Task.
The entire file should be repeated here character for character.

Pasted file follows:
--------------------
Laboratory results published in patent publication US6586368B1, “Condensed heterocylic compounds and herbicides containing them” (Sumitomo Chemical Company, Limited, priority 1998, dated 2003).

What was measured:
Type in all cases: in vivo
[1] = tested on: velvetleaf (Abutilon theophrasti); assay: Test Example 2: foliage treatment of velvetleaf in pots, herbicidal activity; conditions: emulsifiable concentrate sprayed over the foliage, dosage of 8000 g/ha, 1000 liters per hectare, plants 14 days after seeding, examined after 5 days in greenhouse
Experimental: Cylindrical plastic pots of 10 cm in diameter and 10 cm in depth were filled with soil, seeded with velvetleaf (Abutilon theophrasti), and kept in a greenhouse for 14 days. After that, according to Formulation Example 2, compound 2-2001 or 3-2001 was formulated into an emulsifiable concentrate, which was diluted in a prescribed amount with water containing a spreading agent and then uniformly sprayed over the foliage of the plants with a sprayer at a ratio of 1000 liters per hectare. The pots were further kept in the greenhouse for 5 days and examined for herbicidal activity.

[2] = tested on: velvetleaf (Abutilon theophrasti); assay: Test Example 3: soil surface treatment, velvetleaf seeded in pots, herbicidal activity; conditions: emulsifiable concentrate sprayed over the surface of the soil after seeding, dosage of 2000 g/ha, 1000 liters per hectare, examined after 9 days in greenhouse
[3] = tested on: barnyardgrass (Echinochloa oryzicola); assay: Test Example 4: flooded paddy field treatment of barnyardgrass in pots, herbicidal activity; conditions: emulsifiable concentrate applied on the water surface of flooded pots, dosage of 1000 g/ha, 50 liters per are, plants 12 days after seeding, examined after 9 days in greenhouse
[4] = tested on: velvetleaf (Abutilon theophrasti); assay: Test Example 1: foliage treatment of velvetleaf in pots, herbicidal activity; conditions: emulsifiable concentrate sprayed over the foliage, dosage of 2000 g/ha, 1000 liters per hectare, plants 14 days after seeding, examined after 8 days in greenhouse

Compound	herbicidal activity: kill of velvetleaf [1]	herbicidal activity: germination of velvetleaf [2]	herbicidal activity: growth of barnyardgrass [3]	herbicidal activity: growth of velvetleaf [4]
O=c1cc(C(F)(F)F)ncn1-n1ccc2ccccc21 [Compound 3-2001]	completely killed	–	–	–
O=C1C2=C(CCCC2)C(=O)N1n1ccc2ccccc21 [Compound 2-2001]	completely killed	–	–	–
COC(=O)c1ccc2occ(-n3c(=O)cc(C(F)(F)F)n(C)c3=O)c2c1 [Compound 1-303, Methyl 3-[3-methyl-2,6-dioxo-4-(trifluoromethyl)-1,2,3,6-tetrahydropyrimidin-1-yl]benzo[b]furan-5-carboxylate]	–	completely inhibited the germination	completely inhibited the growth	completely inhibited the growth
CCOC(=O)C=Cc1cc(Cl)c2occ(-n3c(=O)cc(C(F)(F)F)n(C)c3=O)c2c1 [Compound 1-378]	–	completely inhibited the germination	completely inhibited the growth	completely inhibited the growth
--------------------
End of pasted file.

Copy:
Laboratory results published in patent publication US6586368B1, “Condensed heterocylic compounds and herbicides containing them” (Sumitomo Chemical Company, Limited, priority 1998, dated 2003).

What was measured:
Type in all cases: in vivo
[1] = tested on: velvetleaf (Abutilon theophrasti); assay: Test Example 2: foliage treatment of velvetleaf in pots, herbicidal activity; conditions: emulsifiable concentrate sprayed over the foliage, dosage of 8000 g/ha, 1000 liters per hectare, plants 14 days after seeding, examined after 5 days in greenhouse
Experimental: Cylindrical plastic pots of 10 cm in diameter and 10 cm in depth were filled with soil, seeded with velvetleaf (Abutilon theophrasti), and kept in a greenhouse for 14 days. After that, according to Formulation Example 2, compound 2-2001 or 3-2001 was formulated into an emulsifiable concentrate, which was diluted in a prescribed amount with water containing a spreading agent and then uniformly sprayed over the foliage of the plants with a sprayer at a ratio of 1000 liters per hectare. The pots were further kept in the greenhouse for 5 days and examined for herbicidal activity.

[2] = tested on: velvetleaf (Abutilon theophrasti); assay: Test Example 3: soil surface treatment, velvetleaf seeded in pots, herbicidal activity; conditions: emulsifiable concentrate sprayed over the surface of the soil after seeding, dosage of 2000 g/ha, 1000 liters per hectare, examined after 9 days in greenhouse
[3] = tested on: barnyardgrass (Echinochloa oryzicola); assay: Test Example 4: flooded paddy field treatment of barnyardgrass in pots, herbicidal activity; conditions: emulsifiable concentrate applied on the water surface of flooded pots, dosage of 1000 g/ha, 50 liters per are, plants 12 days after seeding, examined after 9 days in greenhouse
[4] = tested on: velvetleaf (Abutilon theophrasti); assay: Test Example 1: foliage treatment of velvetleaf in pots, herbicidal activity; conditions: emulsifiable concentrate sprayed over the foliage, dosage of 2000 g/ha, 1000 liters per hectare, plants 14 days after seeding, examined after 8 days in greenhouse

Compound	herbicidal activity: kill of velvetleaf [1]	herbicidal activity: germination of velvetleaf [2]	herbicidal activity: growth of barnyardgrass [3]	herbicidal activity: growth of velvetleaf [4]
O=c1cc(C(F)(F)F)ncn1-n1ccc2ccccc21 [Compound 3-2001]	completely killed	–	–	–
O=C1C2=C(CCCC2)C(=O)N1n1ccc2ccccc21 [Compound 2-2001]	completely killed	–	–	–
COC(=O)c1ccc2occ(-n3c(=O)cc(C(F)(F)F)n(C)c3=O)c2c1 [Compound 1-303, Methyl 3-[3-methyl-2,6-dioxo-4-(trifluoromethyl)-1,2,3,6-tetrahydropyrimidin-1-yl]benzo[b]furan-5-carboxylate]	–	completely inhibited the germination	completely inhibited the growth	completely inhibited the growth
CCOC(=O)C=Cc1cc(Cl)c2occ(-n3c(=O)cc(C(F)(F)F)n(C)c3=O)c2c1 [Compound 1-378]	–	completely inhibited the germination	completely inhibited the growth	completely inhibited the growth